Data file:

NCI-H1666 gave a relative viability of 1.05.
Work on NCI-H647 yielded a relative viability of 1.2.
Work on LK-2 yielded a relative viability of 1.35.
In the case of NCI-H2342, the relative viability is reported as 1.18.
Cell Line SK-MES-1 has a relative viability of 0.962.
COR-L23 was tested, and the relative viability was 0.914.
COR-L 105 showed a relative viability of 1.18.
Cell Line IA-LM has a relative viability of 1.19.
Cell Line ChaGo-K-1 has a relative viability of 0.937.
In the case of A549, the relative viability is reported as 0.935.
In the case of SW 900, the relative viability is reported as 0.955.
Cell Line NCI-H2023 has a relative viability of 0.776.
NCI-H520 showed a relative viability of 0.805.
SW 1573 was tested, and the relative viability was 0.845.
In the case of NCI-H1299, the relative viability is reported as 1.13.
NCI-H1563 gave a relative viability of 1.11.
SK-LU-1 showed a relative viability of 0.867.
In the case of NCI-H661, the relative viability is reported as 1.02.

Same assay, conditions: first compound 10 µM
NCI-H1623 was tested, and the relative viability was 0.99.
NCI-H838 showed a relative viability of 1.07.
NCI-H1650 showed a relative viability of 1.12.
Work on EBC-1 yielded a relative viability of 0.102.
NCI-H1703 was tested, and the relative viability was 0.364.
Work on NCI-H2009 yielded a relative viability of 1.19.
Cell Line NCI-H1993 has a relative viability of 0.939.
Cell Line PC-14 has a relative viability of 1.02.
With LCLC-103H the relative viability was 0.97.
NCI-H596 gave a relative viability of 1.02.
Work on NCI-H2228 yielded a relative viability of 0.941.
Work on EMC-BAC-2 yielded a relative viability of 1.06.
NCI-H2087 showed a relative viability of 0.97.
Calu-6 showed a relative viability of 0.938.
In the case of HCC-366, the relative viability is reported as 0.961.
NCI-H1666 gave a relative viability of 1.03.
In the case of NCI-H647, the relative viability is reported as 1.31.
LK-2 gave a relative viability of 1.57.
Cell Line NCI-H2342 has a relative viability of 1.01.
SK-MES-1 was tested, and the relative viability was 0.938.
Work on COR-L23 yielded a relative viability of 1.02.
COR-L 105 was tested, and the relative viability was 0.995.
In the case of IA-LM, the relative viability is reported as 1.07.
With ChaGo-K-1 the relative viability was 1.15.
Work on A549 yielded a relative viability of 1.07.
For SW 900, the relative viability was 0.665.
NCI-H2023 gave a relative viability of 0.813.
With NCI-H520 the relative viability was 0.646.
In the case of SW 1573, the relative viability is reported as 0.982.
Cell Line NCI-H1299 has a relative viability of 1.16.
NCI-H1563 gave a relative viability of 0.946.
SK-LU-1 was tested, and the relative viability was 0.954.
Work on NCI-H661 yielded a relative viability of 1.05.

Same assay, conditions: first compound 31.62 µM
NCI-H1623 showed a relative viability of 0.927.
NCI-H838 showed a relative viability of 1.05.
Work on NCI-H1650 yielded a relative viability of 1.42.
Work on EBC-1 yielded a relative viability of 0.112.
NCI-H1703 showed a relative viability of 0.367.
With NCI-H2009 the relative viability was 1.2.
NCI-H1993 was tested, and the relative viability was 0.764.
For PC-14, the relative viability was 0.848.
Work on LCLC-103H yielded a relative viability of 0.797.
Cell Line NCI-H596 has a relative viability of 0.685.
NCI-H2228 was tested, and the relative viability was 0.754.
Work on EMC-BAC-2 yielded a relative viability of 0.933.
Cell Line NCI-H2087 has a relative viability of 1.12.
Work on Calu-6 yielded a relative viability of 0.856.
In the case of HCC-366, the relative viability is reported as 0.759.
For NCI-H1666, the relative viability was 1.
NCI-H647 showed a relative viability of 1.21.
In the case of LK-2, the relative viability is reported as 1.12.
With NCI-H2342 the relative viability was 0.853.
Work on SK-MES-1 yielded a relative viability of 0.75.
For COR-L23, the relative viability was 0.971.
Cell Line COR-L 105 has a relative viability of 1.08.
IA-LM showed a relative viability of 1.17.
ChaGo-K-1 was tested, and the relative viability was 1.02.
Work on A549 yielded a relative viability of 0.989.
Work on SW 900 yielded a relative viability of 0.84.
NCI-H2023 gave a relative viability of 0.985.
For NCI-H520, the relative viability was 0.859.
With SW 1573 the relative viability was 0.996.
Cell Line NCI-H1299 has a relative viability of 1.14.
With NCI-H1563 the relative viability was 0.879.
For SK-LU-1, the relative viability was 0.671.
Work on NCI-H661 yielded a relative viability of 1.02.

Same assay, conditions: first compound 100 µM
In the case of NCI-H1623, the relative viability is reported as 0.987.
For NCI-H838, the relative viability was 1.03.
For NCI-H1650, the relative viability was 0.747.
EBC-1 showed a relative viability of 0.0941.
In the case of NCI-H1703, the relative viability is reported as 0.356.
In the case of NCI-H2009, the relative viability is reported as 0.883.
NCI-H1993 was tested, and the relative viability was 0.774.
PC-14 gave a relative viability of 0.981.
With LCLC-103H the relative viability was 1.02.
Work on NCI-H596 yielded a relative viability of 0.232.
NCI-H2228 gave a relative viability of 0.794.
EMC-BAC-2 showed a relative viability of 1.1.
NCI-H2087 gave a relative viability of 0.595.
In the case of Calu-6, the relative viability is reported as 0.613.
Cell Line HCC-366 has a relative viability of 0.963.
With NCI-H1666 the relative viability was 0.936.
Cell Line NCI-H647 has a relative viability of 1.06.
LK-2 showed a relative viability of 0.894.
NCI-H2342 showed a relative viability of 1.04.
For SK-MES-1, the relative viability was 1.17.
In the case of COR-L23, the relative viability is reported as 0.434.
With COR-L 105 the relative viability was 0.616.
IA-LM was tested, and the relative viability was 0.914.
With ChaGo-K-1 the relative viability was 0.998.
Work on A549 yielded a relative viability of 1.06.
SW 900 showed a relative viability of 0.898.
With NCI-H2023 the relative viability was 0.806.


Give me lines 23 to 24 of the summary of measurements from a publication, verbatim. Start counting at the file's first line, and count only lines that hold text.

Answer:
Work on EBC-1 yielded a relative viability of 0.102.
NCI-H1703 was tested, and the relative viability was 0.364.